By Ikechukwu Okaforadi
The immediate past Deputy Senate President, Ike Ekweremadu, has raised the alarm that separatist agitations, induced by marginalization, has now become worse ever since the end of civil war.
In a statement issued yesterday by his Media Adviser, Uche Anichukwu, Ekweremadu lamented that this has become the case despite that Section 14 of the 1999 Constitution has entrenched the Federal Character Principle as well as Section 42 of the Constitution, which prohibits discrimination against any Nigerian on the grounds of his/her community, ethnic group, place of origin, sex, religion, political opinion.
While pointing out that this avails the nation a fairly sufficient provisions to deal with her diversities, the lawmaker said “What has happened over the years, and has become worse under the current administration, is a willful disregard for the Constitution in dealing with some parts of the country. In fact, some sections of the country have been reduced to second-class citizens.
“I do not know how the current administration goes to bed and sleeps comfortably, knowing that it has totally alienated the people of the South East and excluded them from the headship of the security and paramilitary agencies of the country”, he added.
In a statement titled ‘Botched Constitution Amendments Could Have Set Nigeria on the Right Path’, Ekweremadu said Nigeria could have been on the right path but for past constitutional amendment proposals that were botched.
He said that present challenges of insecurity and poor state of the economy could have been successfully navigated by the solutions proffered by the constitutional amendment proposals that were derailed.
Speaking in Ibadan, Oyo State, yesterday in a paper titled “2021 Constitution Amendment: The Expectations and Challenges”, which he delivered at the 2021 Conference of Nigeria Bar Association’s Section on Public Interest and Development Law (SPIDEL), Ekweremadu said although constitution amendment efforts had recorded numerous successful amendments, mainly in the areas of electoral reforms and institution building, the efforts could have yielded more dividends had the Executive assented to several other critical amendments.
Among such proposals, he said, were those pertaining to devolution of powers, state police, fiscal federalism, Local Government reforms, compulsory savings from oil revenues.
He particularly regretted the non-assent to the Fourth Alteration Act 2013, which he said comprised over 26 amendments that could have served as a major step towards constitutional repositioning of Nigeria.
“A mere look at the constitution review exercises over the years would easily reveal a high mortality rate of proposed amendments because most of the issues we are working on today were previously addressed.
“We successfully pulled critical amendments through the National Assembly, and they were ratified by State Assemblies. They include amendments to the Second Schedule of the Constitution to devolve more powers to the states by reorganizing the Legislative Lists to move Railway, Aviation, Power, Stamp Duty, among others from the Exclusive List to the Concurrent List.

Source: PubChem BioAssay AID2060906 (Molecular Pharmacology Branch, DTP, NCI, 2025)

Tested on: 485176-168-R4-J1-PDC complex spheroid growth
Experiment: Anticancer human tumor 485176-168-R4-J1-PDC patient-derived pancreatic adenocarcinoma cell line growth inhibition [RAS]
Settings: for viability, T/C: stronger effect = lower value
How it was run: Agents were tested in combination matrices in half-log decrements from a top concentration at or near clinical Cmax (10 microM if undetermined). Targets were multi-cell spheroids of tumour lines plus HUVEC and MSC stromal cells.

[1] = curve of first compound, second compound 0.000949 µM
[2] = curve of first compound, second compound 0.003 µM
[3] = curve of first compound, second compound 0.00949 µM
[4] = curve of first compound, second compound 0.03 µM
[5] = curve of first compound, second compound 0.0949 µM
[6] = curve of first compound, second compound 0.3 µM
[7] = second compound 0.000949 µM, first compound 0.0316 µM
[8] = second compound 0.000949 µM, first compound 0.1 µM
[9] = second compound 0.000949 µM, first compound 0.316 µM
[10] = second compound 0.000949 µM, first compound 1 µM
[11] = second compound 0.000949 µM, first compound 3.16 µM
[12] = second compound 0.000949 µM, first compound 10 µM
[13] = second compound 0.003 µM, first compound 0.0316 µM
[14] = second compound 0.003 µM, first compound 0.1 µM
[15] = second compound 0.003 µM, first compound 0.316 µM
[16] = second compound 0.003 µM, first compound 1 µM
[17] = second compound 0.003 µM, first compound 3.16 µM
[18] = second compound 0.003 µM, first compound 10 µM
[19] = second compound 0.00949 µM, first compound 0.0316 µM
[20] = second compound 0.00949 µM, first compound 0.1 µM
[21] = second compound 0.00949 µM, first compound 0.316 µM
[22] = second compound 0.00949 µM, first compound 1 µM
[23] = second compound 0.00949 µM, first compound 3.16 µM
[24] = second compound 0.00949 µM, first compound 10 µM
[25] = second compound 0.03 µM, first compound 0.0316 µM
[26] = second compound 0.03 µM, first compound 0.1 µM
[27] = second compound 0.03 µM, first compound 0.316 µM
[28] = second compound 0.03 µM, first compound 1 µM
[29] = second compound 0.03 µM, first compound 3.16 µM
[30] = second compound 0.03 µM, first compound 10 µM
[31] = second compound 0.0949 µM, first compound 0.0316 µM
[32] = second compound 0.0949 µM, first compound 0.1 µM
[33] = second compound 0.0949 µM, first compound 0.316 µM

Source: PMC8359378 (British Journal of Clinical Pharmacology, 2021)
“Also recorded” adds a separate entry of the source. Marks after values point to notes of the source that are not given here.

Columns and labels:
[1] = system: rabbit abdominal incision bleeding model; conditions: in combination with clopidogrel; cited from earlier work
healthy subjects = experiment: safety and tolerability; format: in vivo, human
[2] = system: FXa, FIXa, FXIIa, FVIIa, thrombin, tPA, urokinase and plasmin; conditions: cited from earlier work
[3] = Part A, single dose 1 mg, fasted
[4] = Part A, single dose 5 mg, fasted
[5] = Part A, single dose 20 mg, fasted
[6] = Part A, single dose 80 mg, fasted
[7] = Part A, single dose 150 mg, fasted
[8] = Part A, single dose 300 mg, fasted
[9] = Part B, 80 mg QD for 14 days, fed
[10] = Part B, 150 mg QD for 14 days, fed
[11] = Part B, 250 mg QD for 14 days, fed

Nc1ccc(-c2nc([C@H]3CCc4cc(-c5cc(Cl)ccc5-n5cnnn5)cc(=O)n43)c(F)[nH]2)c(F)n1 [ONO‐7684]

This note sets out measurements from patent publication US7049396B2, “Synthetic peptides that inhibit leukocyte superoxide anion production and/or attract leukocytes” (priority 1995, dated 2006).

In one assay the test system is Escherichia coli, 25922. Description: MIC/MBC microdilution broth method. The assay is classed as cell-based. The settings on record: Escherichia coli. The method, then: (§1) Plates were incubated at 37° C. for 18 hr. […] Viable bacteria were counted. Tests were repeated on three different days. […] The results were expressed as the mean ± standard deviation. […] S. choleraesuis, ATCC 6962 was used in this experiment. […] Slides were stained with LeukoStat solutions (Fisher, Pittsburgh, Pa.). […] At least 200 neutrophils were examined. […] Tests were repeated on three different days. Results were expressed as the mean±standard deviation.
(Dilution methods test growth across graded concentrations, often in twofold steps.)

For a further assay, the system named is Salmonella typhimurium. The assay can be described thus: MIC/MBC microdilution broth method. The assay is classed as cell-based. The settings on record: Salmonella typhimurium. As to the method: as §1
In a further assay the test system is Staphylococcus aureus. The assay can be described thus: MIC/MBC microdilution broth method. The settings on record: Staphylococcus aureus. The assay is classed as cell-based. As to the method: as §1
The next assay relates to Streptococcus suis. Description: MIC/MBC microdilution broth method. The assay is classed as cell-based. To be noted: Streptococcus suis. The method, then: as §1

“We amended Sections 150, 174, 195, 211, 318, and the Third Schedule to the Constitution to separate Office of the Attorney General of the Federation/State from the Office of Minister/Commissioner for Justice, and this included financial autonomy and security of tenure for the Office of the Attorney-General to insulate it from political control.
“We altered Sections 147 and 192 of the Constitution to provide for timeframe for submission of ministerial nominees, which must also be accompanied with their respective portfolios.
“We amended Section 162 to provide for compulsory savings of a defined percentage of oil revenues for rainy days.
“Unfortunately, these amendments were denied presidential assent. Some of them were again passed in the Eighth Assembly, but still denied presidential assent”, he stated.
“Today, it is becoming clearer to many informed Nigerians that the country will never move forward until the central government sheds some weight and allows the devolution of powers to subnational governments. Let us hope that better judgment prevails over sentiments and power-mongering this time around.
“Also, in a lecture on remaking the Nigerian federalism, which I delivered at the Osgoode Hall Law School in York University, Ontario, Canada way back in 2012, I had warned that Nigeria would surely run into stormy weather very soon unless we reinvented our federalism, moving away from the current military-imposed “feeding bottle” federalism to enthrone one predicated on self-reliance, hard work, enterprise, resourcefulness, and ingenuity to catalyse development.
“The jury is out and things will surely get worse unless we do the needful. In the face of a mono-product economy where oil price has plummeted and oil is fast loosing relevance, in a situation where the Constitution encourages indolence among the states through monthly handouts, and in a situation where we are producing next to nothing as a country, there is no magic to preserve the value of naira or prevent it from hitting the rock bottom”, he stated.